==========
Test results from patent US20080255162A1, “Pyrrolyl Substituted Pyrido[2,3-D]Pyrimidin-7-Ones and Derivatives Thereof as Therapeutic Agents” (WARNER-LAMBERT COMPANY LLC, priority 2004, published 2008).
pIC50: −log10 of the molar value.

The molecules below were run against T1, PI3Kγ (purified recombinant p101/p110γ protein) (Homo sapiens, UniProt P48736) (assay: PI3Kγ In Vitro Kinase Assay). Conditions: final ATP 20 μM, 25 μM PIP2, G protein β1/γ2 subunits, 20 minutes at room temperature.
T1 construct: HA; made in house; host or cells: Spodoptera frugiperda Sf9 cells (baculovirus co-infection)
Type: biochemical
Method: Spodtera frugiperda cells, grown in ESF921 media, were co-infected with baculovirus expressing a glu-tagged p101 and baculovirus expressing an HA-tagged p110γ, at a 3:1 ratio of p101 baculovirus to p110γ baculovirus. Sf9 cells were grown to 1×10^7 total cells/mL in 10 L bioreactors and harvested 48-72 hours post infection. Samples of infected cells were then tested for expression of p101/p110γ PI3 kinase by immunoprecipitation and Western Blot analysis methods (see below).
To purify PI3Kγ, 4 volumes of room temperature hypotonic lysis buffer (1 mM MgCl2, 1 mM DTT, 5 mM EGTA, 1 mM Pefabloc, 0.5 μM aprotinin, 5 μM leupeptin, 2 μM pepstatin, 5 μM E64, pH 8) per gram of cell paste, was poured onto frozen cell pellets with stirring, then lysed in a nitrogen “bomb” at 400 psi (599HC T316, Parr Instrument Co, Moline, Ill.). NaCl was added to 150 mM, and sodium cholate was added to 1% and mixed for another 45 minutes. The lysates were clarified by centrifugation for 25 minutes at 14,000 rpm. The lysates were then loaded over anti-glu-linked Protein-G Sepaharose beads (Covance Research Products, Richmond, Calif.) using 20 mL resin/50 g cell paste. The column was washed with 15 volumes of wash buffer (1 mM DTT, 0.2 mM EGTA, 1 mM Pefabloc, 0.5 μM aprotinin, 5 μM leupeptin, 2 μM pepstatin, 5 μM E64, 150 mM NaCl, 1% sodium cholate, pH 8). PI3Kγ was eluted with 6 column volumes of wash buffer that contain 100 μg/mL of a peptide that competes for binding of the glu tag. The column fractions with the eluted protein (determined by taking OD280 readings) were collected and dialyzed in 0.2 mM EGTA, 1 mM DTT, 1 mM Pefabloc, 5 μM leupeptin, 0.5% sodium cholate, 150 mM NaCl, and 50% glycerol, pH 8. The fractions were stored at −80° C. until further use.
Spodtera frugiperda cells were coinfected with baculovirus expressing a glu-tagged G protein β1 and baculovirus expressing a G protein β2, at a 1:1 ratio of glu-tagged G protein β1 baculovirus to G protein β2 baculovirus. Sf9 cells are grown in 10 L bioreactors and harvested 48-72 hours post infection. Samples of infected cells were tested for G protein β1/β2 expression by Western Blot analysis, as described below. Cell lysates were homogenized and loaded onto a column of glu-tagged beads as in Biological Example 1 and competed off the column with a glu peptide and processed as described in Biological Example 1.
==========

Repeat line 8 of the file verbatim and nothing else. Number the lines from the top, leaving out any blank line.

Spodtera frugiperda cells were coinfected with baculovirus expressing a glu-tagged G protein β1 and baculovirus expressing a G protein β2, at a 1:1 ratio of glu-tagged G protein β1 baculovirus to G protein β2 baculovirus. Sf9 cells are grown in 10 L bioreactors and harvested 48-72 hours post infection. Samples of infected cells were tested for G protein β1/β2 expression by Western Blot analysis, as described below. Cell lysates were homogenized and loaded onto a column of glu-tagged beads as in Biological Example 1 and competed off the column with a glu peptide and processed as described in Biological Example 1.